Interestingly, a good pair of binoculars is also ranked as a preferred choice. It’s hard to hold an 800mm lens for longer than a few moments. Even with a tripod, uneven terrain can mean you’re shooting in a precarious position. Having binoculars will allow you to track wildlife from a distance until you are ready to shoot.

Respect

More importantly, we shouldn’t disturb wildlife for the sake of a photo. Wildlife photography (and of course I’ll blame IG a bit for that) is not trophy hunting. The goal is to experience the fear of wildlife, not to harm it. Sharkey and Groo talked about trying to make sure their presence doesn’t affect their wildlife stories. For Sharkey and Groo, keeping a respectable distance is mandatory. Regardless of distance, however, they also work to ensure they don’t negatively affect behavior. Here, knowing the signs of stress is essential to ensure their presence is accepted, and if not, Sharkey and Groo will leave the wildlife alone. Backing up if they feel discomfort may give up a shot, but they’re certainly protecting wildlife.

For Marriott, there are no hard and fast rules about how far away from wildlife he should be when photographing them, but there are guidelines he likes to stick to. Marriott defines a perfect encounter as one where the animal always does the same activity when it leaves as when it arrives. For Marriott, a nice encounter means he hasn’t disturbed or impacted an animal’s behavior. Likewise, Thompson has set strict rules for his approaches to wildlife: if the animal seems stressed, leave it alone, and always make sure an animal has at least two exits if it is uncomfortable and in need of to protect yourself. After all, you are going home. Wildlife will always be in the woods looking for their next meal, stressing that one animal will compromise their survival.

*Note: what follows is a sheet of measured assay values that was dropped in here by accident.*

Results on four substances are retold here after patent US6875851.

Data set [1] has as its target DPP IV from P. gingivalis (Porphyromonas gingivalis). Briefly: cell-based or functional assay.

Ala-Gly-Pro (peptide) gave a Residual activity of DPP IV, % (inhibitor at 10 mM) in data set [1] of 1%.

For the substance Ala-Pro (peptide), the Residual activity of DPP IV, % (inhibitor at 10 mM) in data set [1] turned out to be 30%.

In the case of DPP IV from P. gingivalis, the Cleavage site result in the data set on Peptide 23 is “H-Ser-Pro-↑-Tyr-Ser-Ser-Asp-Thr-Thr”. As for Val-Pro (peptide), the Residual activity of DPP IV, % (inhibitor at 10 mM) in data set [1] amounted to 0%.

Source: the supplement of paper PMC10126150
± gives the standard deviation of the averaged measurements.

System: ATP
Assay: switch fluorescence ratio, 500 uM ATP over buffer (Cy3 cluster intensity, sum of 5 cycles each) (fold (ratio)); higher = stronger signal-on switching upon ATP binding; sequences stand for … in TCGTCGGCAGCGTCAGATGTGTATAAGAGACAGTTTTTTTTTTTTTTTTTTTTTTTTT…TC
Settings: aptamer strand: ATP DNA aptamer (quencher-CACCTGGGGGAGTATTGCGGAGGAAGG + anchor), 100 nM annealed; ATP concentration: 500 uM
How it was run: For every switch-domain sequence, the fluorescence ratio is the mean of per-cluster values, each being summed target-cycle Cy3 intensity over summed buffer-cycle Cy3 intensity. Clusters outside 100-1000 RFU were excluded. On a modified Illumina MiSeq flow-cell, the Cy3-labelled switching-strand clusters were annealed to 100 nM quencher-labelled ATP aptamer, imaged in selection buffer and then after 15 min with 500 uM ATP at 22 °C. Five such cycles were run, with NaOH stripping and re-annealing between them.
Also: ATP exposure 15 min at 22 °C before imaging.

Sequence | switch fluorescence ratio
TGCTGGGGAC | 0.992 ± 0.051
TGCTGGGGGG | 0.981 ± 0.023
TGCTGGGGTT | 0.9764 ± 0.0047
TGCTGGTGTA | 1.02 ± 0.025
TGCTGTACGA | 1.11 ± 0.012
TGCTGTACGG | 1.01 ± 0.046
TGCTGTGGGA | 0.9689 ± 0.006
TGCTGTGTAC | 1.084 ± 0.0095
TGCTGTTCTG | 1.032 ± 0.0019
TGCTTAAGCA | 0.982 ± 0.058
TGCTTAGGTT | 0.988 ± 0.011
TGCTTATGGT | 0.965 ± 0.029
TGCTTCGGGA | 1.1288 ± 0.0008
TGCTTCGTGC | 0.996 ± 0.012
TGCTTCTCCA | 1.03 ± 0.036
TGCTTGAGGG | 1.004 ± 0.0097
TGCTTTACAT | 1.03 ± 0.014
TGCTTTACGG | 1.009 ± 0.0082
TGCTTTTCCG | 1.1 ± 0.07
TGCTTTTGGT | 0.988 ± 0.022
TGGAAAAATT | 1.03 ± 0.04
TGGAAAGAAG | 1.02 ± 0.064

Feed or bait

I want to believe it goes without saying, but I’m concerned about increasing feeding or baiting so photographers can take the shot home. Every expert I spoke with noted that feeding or baiting animals teaches animals to associate people with food. Any kind of luring with food or visual or auditory cues will eventually bring animals closer to people, leading to conflict. It is a death sentence. You are not entitled to a show.

As Groo explained:

The most important and kindest thing we can do for a wild animal is to keep it wild. Revere and respect this savagery with all our hearts.

To quote Thompson:

Let wild animals be wild. My personal rule when watching wildlife is that if the animal reacts to your presence then you are too close. Slowly step back.

HOWL has an in-person and virtual component this year. Even if you can’t get to the edge of Algonquin Provincial Park, you can still learn from these experts.

All images are used with permission and attributed to their photographers. Main image courtesy of Sandy Sharkey.